• Handle: RePEc:iza:izadps:dp6190
    as

    Download full text from publisher

    File URL: http://ftp.iza.org/dp6190.pdf
    Download Restriction: no

    References listed on IDEAS

    as
    1. Giorgio Brunello & Margherita Fort & Guglielmo Weber, 2009. "Changes in Compulsory Schooling, Education and the Distribution of Wages in Europe," Economic Journal, Royal Economic Society, vol. 119(536), pages 516-539, March.
    2. Nina Guyon & Eric Maurin & Sandra McNally, 2012. "The Effect of Tracking Students by Ability into Different Schools: A Natural Experiment," Journal of Human Resources, University of Wisconsin Press, vol. 47(3), pages 684-721.
    3. Jakubowski, Maciej & Patrinos, Harry Anthony & Porta, Emilio Ernesto & Wisniewski, Jerzy, 2010. "The impact of the 1999 education reform in Poland," Policy Research Working Paper Series 5263, The World Bank.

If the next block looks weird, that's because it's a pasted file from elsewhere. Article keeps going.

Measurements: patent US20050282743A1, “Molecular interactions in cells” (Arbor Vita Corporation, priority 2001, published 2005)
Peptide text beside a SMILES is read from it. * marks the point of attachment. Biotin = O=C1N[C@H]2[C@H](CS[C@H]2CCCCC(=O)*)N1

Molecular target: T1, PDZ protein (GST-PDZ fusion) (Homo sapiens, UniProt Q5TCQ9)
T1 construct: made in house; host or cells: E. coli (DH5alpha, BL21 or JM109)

Full references (including those not matched with items on IDEAS)

    Citations

    Citations are extracted by the CitEc Project, subscribe to its RSS feed for this item.
    as


    Cited by:

    1. Francesco Andreoli & Arnaud Lefranc, 2013. "Equalization of opportunity: Definitions and implementable conditions," Working Papers 310, ECINEQ, Society for the Study of Economic Inequality.
    2. repec:eme:rleczz:s0147-912120170000045005 is not listed on IDEAS
    3. Michela Braga & Daniele Checchi & Elena Meschi, 2011. "GINI DP 22: Institutional Reforms and Educational Attainment in Europe," GINI Discussion Papers 22, AIAS, Amsterdam Institute for Advanced Labour Studies.
    4. Lorenzo Cappellari & Paolo Castelnovo & Daniele Checchi & Marco Leonardi, 2017. "Skilled or Educated? Educational Reforms, Human Capital, and Earnings," Research in Labor Economics,in: Skill Mismatch in Labor Markets, volume 45, pages 173-197 Emerald Publishing Ltd.